Topological quantum field theories (TQFTs) were first discovered in 1989
in the context of string theory. Surprisingly, TQFTs also describe the low
energy physics of certain quantum spin systems. These quantum spin systems
are said to contain "topological order." But what exactly is topological
order? In my talk, I will show that topological order manifests itself in
nonlocal quantum entanglement in the ground state. I will introduce a quantity
- called "topological entropy" that

measures precisely this nonlocal entanglement.

##### March 24 - at 1:00pm*

A Gentle Introduction to Lattice QCD

**Patrick Varilly**

MIT

(Note: This week's seminar will start one hour later than usual.)

QCD is a theory that resists perturbative analysis at low energies. I will

give an overview of lattice QCD, a numerical Monte Carlo approach to

calculating observables in this regime. I will start by showing an analogous

method to solving the Schroedinger equation numerically, and slowly

generalizing until we can solve full QCD. Then I will show some examples of

quantities others have calculated in the past from first principles, such
as

particle masses, the potential energy between two static quarks (which shows

the principle behind confinement) and action densities in mesons, baryons
and

the vacuum. Finally, I'll briefly mention some of my own work on mapping the

quark density in mesons and baryons with heavy quarks.

##### April 7

*Constraining Torsion by Gravity Probe B*

**Yi Mao**

MIT

Most torsion gravity theories adopt the interpretation that

the source of torsion is the intrinsic spin of elementary particles, and

that rotational angular momentum does not couple to torsion. We argue

that this interpretation is problematic, by explicitly showing a

counterexample that a rotating body generates torsion field in the

Weitzenbock spacetime with Hayashi-Shirafuji Lagrangian. Given that

torsion is coupled to rotational angular momentum, a gyroscope should

feel torsion. We investigate the way to test torsion gravity theories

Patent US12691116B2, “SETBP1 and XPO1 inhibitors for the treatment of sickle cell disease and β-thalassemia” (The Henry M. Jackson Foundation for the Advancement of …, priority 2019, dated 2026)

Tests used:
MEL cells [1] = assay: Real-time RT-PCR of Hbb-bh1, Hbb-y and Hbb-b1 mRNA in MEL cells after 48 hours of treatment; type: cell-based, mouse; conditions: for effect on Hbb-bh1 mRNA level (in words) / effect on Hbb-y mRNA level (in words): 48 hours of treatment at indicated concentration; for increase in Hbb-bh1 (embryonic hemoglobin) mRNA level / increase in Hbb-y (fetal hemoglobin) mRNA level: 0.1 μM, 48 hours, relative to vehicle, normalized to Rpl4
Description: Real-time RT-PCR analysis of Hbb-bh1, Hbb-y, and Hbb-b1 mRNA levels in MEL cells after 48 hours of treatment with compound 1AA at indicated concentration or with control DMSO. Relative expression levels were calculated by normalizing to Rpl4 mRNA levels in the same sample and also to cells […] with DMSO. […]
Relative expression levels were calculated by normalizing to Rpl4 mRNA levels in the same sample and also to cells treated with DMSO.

by the spin precession of a gyroscope in Gravity Probe B. Modelling

Earth to be a uniformly spinning spherical massive object, the torsion

around Earth is determined by seven parameters by symmetry requirement.

We calculate the instantaneous precession rate of a gyroscope and its

Fourier moments along a circular polar orbit. A gyroscope experiment

such as Gravity Probe B can (1) test or rule out some torsion theories

(e.g. Hayashi-Shirafuji Lagrangian) by measuring the average rate (and,

if technically possible, higher moments) of the precession, and (2) test

the General Relativity by constraining the smallness of torsion

parameters.

##### April 14

*Ads/CFT and an Index for Supersymmetric Gauge Theories*

**Suvrat Raju**

##### April 21

*Implications of the measurement of the B^0_S -\bar{B}^0_S mass difference*

**Zoltan Ligeti**

MIT

##### April 28

*Electromagnetic analogies in weak-field GR*

**Robyn Sanderson**

##### May 5

*Perturbative dynamics of non-commutative
(topologically massive, supersymmetric) QED*

**Nicola Caporaso**

##### May 12

*Spontaneous Parity Breaking at theta= 0 Gauge* Theories

**Dr. Peter Richard Crompton**

##### May 19

*Nu experiments*

**Phillip Harris
**MIT-LNS

Because of the recent affirmation that neutrinos have mass, the number of

neutrino experiments has grow drastically. In this presentation, we will

discuss both the strengths and weaknesses of a number of the new and

proposed neutrino experiments. We will also survey some of their most

recent results as well as past important results.